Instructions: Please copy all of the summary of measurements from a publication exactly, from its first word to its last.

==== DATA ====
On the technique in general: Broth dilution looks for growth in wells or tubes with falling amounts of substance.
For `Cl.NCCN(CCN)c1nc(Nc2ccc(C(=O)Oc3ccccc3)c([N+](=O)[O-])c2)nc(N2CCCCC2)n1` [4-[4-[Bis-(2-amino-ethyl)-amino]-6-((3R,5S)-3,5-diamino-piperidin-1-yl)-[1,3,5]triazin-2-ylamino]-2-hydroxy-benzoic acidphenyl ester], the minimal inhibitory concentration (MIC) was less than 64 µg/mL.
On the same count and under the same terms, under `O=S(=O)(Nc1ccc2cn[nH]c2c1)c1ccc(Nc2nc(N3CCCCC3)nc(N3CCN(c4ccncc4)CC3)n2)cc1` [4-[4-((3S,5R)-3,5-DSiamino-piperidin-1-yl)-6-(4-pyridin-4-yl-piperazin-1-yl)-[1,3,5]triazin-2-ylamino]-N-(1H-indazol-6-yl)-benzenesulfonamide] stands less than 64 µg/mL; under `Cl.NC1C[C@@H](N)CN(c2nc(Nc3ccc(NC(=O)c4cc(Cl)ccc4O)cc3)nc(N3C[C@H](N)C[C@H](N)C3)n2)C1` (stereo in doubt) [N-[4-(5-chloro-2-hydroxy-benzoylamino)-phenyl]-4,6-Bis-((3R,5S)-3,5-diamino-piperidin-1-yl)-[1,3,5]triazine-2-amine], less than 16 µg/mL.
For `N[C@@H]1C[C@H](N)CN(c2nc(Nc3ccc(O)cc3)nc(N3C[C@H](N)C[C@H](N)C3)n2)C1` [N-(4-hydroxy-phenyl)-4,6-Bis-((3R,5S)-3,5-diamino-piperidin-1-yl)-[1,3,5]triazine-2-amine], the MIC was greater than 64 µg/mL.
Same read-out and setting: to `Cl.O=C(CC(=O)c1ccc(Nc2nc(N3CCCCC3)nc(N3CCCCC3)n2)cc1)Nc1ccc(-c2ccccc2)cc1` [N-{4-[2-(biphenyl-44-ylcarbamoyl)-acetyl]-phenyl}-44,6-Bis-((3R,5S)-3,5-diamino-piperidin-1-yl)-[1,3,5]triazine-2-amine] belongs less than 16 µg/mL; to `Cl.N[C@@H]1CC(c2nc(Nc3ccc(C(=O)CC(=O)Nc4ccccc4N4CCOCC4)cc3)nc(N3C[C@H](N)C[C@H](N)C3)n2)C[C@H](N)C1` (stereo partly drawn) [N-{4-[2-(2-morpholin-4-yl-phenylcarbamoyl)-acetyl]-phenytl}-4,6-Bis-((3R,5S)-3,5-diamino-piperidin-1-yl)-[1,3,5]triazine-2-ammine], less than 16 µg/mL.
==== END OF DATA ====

On the technique in general: Broth dilution looks for growth in wells or tubes with falling amounts of substance.
For `Cl.NCCN(CCN)c1nc(Nc2ccc(C(=O)Oc3ccccc3)c([N+](=O)[O-])c2)nc(N2CCCCC2)n1` [4-[4-[Bis-(2-amino-ethyl)-amino]-6-((3R,5S)-3,5-diamino-piperidin-1-yl)-[1,3,5]triazin-2-ylamino]-2-hydroxy-benzoic acidphenyl ester], the minimal inhibitory concentration (MIC) was less than 64 µg/mL.
On the same count and under the same terms, under `O=S(=O)(Nc1ccc2cn[nH]c2c1)c1ccc(Nc2nc(N3CCCCC3)nc(N3CCN(c4ccncc4)CC3)n2)cc1` [4-[4-((3S,5R)-3,5-DSiamino-piperidin-1-yl)-6-(4-pyridin-4-yl-piperazin-1-yl)-[1,3,5]triazin-2-ylamino]-N-(1H-indazol-6-yl)-benzenesulfonamide] stands less than 64 µg/mL; under `Cl.NC1C[C@@H](N)CN(c2nc(Nc3ccc(NC(=O)c4cc(Cl)ccc4O)cc3)nc(N3C[C@H](N)C[C@H](N)C3)n2)C1` (stereo in doubt) [N-[4-(5-chloro-2-hydroxy-benzoylamino)-phenyl]-4,6-Bis-((3R,5S)-3,5-diamino-piperidin-1-yl)-[1,3,5]triazine-2-amine], less than 16 µg/mL.
For `N[C@@H]1C[C@H](N)CN(c2nc(Nc3ccc(O)cc3)nc(N3C[C@H](N)C[C@H](N)C3)n2)C1` [N-(4-hydroxy-phenyl)-4,6-Bis-((3R,5S)-3,5-diamino-piperidin-1-yl)-[1,3,5]triazine-2-amine], the MIC was greater than 64 µg/mL.
Same read-out and setting: to `Cl.O=C(CC(=O)c1ccc(Nc2nc(N3CCCCC3)nc(N3CCCCC3)n2)cc1)Nc1ccc(-c2ccccc2)cc1` [N-{4-[2-(biphenyl-44-ylcarbamoyl)-acetyl]-phenyl}-44,6-Bis-((3R,5S)-3,5-diamino-piperidin-1-yl)-[1,3,5]triazine-2-amine] belongs less than 16 µg/mL; to `Cl.N[C@@H]1CC(c2nc(Nc3ccc(C(=O)CC(=O)Nc4ccccc4N4CCOCC4)cc3)nc(N3C[C@H](N)C[C@H](N)C3)n2)C[C@H](N)C1` (stereo partly drawn) [N-{4-[2-(2-morpholin-4-yl-phenylcarbamoyl)-acetyl]-phenytl}-4,6-Bis-((3R,5S)-3,5-diamino-piperidin-1-yl)-[1,3,5]triazine-2-ammine], less than 16 µg/mL.